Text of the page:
A Challenge to International Call Centers. A new bill would make companies tell customers when calls are transferred out of the U.S.
My first work was in a call center as a technical support. Whenever I was asked "Where are you located?", I actually have a pre defined scripted answer... "Due to security reason, we are not allowed to divulge that information". Back then, the reason I know why we are not allowed to tell customers that we are located in the Philippines is because the bosses still want the callers to think that their call was being picked up by someone from US customer service. Call center was still starting then... and American companies still dont want their customers to know that they route their call overseas. As agents, we are also given American accent trainings to make us sound more convincing. That is where I learned to say words from "-tion" to "-shen" where "in-ter-net konneksyon" became "innernet conn-neck-shen". Hahaha!...
Then today, I read from a Yahoo! article that Chuck Schumer, a senator from New York wants U.S. companies to disclose all outsourced calls and tell customers where their calls are being routed. He said he will push legislation to reduce companies outsourcing and bring back outsourced jobs to the US.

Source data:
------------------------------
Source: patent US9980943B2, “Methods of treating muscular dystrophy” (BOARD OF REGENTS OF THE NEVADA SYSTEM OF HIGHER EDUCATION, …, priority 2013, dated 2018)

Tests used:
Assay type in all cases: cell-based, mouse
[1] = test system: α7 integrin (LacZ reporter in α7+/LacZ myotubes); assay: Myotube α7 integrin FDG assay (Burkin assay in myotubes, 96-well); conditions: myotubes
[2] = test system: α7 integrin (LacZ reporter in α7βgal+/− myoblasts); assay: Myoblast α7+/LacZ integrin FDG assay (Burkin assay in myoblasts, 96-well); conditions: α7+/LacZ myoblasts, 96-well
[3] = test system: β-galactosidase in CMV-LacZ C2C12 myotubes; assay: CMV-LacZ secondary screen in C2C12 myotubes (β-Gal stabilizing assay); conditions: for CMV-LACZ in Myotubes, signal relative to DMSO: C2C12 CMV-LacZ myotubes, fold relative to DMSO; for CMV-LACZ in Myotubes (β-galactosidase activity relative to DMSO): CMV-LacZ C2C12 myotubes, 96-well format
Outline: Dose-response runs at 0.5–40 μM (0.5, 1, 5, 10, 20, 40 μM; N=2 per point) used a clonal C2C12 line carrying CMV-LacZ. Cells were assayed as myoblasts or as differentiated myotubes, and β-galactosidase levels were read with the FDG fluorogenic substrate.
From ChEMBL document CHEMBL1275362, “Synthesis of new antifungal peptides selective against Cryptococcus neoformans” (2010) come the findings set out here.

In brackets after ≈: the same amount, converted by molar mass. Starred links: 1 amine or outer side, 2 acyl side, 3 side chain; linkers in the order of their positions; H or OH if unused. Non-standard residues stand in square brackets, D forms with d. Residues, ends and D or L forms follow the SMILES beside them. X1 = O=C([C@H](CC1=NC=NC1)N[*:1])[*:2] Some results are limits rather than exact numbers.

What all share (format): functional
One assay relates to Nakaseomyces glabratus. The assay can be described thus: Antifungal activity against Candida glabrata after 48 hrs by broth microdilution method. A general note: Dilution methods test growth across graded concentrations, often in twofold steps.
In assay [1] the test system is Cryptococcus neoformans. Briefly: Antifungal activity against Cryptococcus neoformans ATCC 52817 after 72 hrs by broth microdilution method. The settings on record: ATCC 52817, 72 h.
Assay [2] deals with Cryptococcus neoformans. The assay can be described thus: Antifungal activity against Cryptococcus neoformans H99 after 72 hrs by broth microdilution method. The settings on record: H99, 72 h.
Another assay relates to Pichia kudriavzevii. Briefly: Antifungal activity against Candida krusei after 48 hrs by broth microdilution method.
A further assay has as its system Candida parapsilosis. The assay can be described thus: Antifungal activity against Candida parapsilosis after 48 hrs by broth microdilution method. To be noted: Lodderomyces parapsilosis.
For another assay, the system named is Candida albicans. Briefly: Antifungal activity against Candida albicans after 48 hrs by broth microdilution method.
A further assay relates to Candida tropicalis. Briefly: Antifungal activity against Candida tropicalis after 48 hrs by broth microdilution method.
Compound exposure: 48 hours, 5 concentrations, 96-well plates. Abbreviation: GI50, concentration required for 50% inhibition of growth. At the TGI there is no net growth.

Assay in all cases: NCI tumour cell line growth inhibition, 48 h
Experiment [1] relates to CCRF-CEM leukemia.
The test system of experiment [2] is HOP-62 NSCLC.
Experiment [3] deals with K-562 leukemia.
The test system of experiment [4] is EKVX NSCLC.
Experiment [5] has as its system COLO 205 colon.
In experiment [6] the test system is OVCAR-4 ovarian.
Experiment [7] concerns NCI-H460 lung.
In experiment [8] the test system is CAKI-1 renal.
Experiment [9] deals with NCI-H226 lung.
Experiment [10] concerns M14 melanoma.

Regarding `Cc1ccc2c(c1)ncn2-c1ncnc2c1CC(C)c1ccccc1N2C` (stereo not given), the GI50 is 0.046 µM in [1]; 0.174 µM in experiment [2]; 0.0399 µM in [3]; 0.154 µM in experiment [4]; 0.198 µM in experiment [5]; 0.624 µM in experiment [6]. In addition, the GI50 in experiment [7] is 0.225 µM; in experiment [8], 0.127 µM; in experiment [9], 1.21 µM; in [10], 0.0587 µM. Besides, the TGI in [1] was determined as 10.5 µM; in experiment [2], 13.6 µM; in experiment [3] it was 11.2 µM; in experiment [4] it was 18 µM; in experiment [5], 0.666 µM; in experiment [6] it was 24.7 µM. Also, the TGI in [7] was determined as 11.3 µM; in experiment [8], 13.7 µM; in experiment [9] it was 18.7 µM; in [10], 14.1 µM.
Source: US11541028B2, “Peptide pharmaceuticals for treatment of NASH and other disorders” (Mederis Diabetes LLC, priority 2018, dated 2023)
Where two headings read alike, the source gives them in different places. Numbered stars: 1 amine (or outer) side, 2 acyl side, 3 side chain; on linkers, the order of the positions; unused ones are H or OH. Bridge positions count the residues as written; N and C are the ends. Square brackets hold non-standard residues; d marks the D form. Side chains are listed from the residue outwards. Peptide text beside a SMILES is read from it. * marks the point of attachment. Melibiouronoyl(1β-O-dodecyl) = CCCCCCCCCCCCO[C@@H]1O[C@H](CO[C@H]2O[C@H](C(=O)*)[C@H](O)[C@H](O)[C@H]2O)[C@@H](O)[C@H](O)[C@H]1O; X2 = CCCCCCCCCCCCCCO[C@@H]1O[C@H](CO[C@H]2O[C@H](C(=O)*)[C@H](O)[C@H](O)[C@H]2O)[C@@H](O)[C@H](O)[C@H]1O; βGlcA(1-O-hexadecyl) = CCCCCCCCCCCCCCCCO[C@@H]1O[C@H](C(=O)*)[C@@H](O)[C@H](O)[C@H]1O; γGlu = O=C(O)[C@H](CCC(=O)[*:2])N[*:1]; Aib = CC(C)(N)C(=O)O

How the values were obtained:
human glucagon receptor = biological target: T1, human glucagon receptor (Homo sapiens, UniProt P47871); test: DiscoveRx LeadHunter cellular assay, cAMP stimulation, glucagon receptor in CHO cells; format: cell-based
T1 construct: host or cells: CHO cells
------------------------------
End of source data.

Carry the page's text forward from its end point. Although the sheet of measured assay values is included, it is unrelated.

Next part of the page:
If this will happen, will companies pull-out their outsourced jobs from Philippines? Nakow!... marami rami ding Pilipino ang mawawalan ng trabaho kung ganun? Aside from that, most fresh graduates now a days are into call center.
NEW YORK (Reuters) – In a bid to reduce outsourcing of U.S. jobs, a Democratic senator said on Sunday he will push legislation to make companies inform customers when their calls were being transferred outside the United States and charge companies for those transferred calls.
"This bill will not only serve to maintain call center jobs currently in the United States, but also provide a reason for companies that have already outsourced jobs to bring them back," Senator Charles Schumer said in statement.
Customers calling 800 numbers are often transferred overseas, and in such cases the bill would mandate that callers be told where their calls were rerouted.
Companies would also be required to certify to the Federal Trade Commission annually that they were complying with the requirement, and face penalties if they did not certify.
Schumer's bill would also impose a $0.25 excise tax on any customer service call placed inside the United States which is transferred to an agent in a foreign location. The fee would be assessed on the company that transferred the call.
Customer service call centers have become increasingly popular with businesses in recent years to deal with questions ranging from billing to technical support.
But the practice brings frequent complaints from customers who say their issues are not resolved or that representatives are merely providing scripted responses.
Schumer said the most popular countries for outsourcing of U.S. call centers included India, Indonesia, Ireland, the Philippines and South Africa, places where workers generally receive lower wages and work longer hours than their U.S. counterparts. - soure. Yahoo! News
Photo credits: www.customerserviceking.com/